Our key workers are immortalised
After all this is over and we can hopefully return to galleries and museums, who is it that you’ll want to see adorning the walls of your favourite institutions? For artist Tom Croft, he’s doing his part to immortalise the NHS workers, who have put self-interest and self-preservation to one side and risked their lives.
After struggling to find motivation during the lockdown and realising other artists were feeling the same, Tom, whose previous clients have included actors, politicians and footballers, took to Instagram to offer a free portrait to the first NHS key worker to respond, and invited other artists to do the same and post their creations under the hashtag #portraitsfornhsheroes.
Tom Croft told Loughran Gallery: “I have been completely overwhelmed by the response to my idea, but knowing the artistic community not remotely surprised. The quality of the free portraits is staggering and I’m really honoured to share them on my story and look forward to seeing them come in each day. It’s also been a great way of getting to discover some amazing new artists I wasn’t aware of and, of course, moving to read and see the stories being told about the NHS key workers’ experiences.
“Portraits seemed rather pointless and helpless in the face of the pandemic. Then I thought about what a portrait is or can be. It can celebrate someone, document, tell the stories of the subjects and preserve them. The NHS key workers seemed like the most deserving people for portraiture at this time. I thought galleries should be showing these heroic selfless health workers for future generations to look back on and to help describe these extraordinary times we’re living through. I am also extremely hopeful there will be a physical exhibition when restrictions are lifted and mass gatherings are allowed again. I’m talking to some top galleries.”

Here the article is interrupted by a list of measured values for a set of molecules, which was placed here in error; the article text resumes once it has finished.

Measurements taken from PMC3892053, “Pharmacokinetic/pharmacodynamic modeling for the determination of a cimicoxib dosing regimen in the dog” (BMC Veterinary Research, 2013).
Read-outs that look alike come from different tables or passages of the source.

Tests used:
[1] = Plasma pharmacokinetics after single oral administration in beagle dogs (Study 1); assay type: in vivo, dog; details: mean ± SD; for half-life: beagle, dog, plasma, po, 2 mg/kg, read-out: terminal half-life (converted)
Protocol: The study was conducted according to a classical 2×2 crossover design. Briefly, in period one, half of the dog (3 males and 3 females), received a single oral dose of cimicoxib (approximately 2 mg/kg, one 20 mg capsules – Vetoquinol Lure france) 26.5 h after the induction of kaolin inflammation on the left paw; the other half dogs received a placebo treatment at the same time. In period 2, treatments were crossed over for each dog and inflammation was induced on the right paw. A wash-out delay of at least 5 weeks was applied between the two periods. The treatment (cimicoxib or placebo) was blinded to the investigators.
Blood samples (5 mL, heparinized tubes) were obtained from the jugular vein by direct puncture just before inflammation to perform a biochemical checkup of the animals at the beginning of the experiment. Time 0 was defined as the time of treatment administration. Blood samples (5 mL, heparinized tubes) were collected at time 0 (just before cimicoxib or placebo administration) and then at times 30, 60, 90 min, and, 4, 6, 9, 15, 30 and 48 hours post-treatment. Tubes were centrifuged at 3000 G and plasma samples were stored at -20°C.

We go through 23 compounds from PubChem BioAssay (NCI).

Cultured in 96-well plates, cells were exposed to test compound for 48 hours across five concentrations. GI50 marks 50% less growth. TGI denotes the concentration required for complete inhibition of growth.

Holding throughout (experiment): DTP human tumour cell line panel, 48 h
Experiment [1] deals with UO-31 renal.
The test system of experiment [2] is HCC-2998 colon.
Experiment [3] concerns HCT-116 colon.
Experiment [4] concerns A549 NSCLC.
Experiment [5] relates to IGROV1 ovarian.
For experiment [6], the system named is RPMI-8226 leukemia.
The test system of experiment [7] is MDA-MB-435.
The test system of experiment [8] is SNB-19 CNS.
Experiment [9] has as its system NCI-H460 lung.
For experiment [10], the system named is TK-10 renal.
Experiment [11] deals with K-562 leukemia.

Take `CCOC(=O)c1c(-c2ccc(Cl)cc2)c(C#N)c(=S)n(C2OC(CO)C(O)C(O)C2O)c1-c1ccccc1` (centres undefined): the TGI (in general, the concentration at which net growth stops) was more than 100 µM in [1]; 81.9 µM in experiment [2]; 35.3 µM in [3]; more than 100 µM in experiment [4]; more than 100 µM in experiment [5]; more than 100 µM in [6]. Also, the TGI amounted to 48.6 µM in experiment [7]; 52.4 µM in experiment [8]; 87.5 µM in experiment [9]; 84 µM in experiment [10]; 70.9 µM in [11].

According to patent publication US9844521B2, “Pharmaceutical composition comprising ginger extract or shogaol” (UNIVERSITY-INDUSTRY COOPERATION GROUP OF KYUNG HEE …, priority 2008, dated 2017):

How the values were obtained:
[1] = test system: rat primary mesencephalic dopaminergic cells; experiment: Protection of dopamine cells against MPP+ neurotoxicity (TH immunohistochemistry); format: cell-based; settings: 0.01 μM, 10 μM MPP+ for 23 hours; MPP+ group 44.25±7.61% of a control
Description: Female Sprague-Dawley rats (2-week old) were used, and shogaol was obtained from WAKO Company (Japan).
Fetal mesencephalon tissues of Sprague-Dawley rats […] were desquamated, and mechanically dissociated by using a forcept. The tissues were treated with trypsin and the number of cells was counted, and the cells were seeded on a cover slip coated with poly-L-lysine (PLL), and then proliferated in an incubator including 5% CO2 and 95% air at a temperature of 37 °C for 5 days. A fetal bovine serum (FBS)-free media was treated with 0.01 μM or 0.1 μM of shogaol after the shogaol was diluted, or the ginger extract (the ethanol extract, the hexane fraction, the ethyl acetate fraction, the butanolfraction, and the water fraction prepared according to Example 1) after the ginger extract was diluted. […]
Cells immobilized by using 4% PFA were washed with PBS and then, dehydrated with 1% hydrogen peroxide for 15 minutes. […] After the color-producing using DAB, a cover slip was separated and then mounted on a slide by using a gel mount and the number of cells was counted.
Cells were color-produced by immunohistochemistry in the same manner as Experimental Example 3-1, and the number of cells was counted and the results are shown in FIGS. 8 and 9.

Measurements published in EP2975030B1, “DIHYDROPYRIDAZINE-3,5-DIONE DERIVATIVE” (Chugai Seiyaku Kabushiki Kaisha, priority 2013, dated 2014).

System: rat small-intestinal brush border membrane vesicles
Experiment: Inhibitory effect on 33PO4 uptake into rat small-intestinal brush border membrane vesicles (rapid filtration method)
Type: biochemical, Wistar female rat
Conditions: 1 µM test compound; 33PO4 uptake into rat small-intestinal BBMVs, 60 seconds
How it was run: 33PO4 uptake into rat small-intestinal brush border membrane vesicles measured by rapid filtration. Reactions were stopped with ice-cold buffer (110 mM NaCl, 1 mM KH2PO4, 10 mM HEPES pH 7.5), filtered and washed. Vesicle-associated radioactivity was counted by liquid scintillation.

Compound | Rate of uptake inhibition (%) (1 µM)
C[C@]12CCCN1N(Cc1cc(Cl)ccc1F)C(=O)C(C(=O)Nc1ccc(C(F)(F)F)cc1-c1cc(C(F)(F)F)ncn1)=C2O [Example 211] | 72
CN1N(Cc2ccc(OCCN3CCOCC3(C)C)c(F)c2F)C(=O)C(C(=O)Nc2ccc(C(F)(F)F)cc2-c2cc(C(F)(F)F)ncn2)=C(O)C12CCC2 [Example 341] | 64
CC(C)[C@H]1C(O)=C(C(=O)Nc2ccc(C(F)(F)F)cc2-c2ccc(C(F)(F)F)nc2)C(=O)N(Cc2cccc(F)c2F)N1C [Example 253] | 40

Tom’s portrait is of Harriet Durkin, an A&E nurse at Manchester Royal Infirmary who had just returned to work after recovering from coronavirus.
He said: “Harriet, perhaps unsurprisingly was very generous in allowing me to paint her the way I wanted to. Once in her PPE to set the scene of her daily routine and I’m producing another portrait of her smiling and relaxed at home, to show the other side of who she is. Harriet and people like her don’t do their job for the thanks but I was very pleased to see that Harriet was moved by the painting and the fact someone had taken the time to really consider her and say thank you through the form of painting her portrait.”
The initiative has now connected more than 500 artists, including Emanuel De Sousa and Alastair Adams, with front-line workers and grown worldwide, with versions now in Ireland, Spain, Italy, Belgium, Germany, Denmark, Malaysia, Canada and the US.
The works will soon be available to view in an online gallery. Until then, you can see portraits by De Sousa and Adams below and search under the hashtag #portraitsfornhsheroes on Instagram for more. Artists and NHS workers can also find out more details on Tom’s profile: @tomcroftartist.